The nonwoven described above is sometimes called a “bulky” nonwoven. Reference may be made to co-pending '051 patent international application for further description of suitable bulky non-woven material and selection. The “bulky” nonwoven referred to herein is, and provides, an open, fibrous network or web of hydrophilic but non-absorbent fibres. Further, as used herein, a bulky nonwovens is a fibrous web material having a thickness of between 100 μm and 10,000 μm (preferably 1,000 μm to 5,000 μm), basis weight between 15 g/m2 and 200 g/m2 (preferably, between 20 g/m2 and 80 g/m2), and density between 0.01 g/cc and 0.3 g/cc (preferably between 0.01-0.08 g/cc). Moreover, the bulky nonwoven will have an effective pore diameter between 300 μm to 2000 μm.

In further applications, it may be advantageous to employ consolidated but unbonded or lightly bonded nonwoven as one of the substrates. The unbonded surface may serve well embedding and supporting the SAP particles. The outside may be bonded, however, so as to maintain structural integrity and impermeability. In further applications, the unbonded surface may be bonded after application of SAP particles thereon by using hotmelt or infrared heating. This procedure may be necessary or advantageous, as it imparts structural integrity to the composite's nonwoven layer. Although an already bonded nonwoven layer may have been used, the bonding in place technique allows for the SAP particles to be bonded and supported also, in one bonding operation. By using hotmelt or IR to bond the nonwoven (with SAP) after application of SAP, the nature of SAP encapsulation and hence the composite integrity, swelling properties and fluid flow or permeability characteristics can be varied and controlled.

In specific embodiments, suitable bulky/high loft materials contemplated for use in the above suggested applications are a type of “through air bonded” nonwovens. The nonwovens are made by taking a carded web or mat of fibers and using hot air to bond the fibers at the points where the fibers intersect or join. The hot air “blowing” through the web serves to keep the fibers separated to some extent and uncompacted. The resultant structure is, therefore, fairly open but fixed by bonds formed between the intersecting fibers. (This is different from the traditional process by which non-bulky, regular nonwovens are made, wherein an unbonded mat of fibers is passed through heated bonding rolls that compact the fibers and form a thin web of nonwoven, and leave an embossed bonding pattern). In an exemplary method of manufacturing the absorbent composite, a web of carded, unbonded fibers (e.g., PET fibers) is conveyed and SAP is deposited on the web. Hot air or other suitable means is then used to bond the SAP and the non-woven in place.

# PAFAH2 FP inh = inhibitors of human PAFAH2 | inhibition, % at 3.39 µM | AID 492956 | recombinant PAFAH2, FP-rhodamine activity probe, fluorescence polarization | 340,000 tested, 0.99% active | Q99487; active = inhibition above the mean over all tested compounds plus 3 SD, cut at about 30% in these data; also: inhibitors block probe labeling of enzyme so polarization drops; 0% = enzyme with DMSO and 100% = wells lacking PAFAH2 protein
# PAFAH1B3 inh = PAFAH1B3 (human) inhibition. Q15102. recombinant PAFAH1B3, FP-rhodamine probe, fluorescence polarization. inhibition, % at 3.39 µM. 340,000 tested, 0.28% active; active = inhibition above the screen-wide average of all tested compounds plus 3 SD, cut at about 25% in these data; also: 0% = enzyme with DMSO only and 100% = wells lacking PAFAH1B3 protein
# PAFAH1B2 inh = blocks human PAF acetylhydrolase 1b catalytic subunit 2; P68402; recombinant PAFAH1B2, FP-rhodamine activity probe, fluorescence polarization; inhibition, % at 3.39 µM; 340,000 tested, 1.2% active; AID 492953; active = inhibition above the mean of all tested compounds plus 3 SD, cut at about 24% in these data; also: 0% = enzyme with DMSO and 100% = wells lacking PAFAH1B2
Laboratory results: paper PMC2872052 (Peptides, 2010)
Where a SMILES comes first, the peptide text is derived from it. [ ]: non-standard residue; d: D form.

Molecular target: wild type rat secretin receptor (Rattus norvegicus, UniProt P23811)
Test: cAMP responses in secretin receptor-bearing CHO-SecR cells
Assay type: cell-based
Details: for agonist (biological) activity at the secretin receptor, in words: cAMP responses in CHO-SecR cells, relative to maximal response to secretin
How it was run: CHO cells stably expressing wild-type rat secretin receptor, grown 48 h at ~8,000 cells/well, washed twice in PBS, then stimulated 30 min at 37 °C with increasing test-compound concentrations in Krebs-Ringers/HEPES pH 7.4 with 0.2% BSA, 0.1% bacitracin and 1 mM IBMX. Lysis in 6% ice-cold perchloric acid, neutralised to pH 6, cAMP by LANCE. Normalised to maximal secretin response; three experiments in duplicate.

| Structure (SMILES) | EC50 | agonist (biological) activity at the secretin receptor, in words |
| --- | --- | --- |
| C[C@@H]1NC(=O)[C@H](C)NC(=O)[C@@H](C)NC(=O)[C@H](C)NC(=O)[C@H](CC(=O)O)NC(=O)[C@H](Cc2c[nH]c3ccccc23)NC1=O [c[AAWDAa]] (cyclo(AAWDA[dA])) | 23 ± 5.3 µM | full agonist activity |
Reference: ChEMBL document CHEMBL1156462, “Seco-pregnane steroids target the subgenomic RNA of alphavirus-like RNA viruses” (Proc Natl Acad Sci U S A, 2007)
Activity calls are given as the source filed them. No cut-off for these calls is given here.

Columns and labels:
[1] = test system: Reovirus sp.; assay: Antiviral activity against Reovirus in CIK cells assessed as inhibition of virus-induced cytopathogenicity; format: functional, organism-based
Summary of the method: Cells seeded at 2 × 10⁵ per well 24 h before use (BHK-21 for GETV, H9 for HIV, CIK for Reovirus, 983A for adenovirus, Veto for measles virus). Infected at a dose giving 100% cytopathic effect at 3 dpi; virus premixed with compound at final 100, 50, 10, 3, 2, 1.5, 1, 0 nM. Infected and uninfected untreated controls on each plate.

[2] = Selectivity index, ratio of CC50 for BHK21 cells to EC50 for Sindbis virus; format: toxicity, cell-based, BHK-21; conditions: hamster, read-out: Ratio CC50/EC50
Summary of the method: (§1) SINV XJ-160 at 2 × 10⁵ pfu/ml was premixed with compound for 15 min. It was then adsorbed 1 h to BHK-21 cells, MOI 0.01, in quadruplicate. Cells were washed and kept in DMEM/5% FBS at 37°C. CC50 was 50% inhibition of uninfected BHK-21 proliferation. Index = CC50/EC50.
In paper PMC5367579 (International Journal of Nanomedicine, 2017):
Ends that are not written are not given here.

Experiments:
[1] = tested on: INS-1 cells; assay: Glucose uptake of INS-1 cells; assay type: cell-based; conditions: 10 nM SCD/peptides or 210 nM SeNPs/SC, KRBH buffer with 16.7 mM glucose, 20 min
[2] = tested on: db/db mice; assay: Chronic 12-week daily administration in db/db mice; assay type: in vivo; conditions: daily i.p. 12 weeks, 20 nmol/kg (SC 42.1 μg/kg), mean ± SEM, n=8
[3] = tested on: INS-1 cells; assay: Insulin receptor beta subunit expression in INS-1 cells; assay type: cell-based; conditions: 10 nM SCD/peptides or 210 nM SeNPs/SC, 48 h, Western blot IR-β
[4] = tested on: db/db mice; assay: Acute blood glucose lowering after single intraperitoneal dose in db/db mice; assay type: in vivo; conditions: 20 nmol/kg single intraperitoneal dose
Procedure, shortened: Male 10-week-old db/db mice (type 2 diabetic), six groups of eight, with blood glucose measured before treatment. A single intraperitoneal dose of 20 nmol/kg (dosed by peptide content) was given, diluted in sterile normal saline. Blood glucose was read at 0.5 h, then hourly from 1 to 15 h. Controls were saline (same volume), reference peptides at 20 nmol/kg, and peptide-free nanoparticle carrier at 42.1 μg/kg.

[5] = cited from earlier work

Hotmelt Application Design and Selection

As described previously, in one embodiment, a liquid phase/spray application of hotmelt adhesive is utilized to provide yet another form of binder or matrix to stabilize and partially immobilize SAP particles. In an extrusion process, hotmelt adhesive is forced through small holes which, in combination with air attenuation, produces elongated polymer strands or fibers. Deposited on the substrate, the elongated polymer strands establish a fibrous network with capacity to hold the SAP particles.

In an alternate method, powdered hotmelt adhesive particles can be mixed with superabsorbent particles and the mixture of unbonded hotmelt particles and superabsorbent particles is applied to the nonwoven substrate. Application of heat to the composite will cause the hotmelt adhesive powder to melt and bind the SAP and nonwoven substrate. The application of heat can be accomplished through IR (infra-red) radiation methods, heated calendar rolls or other means.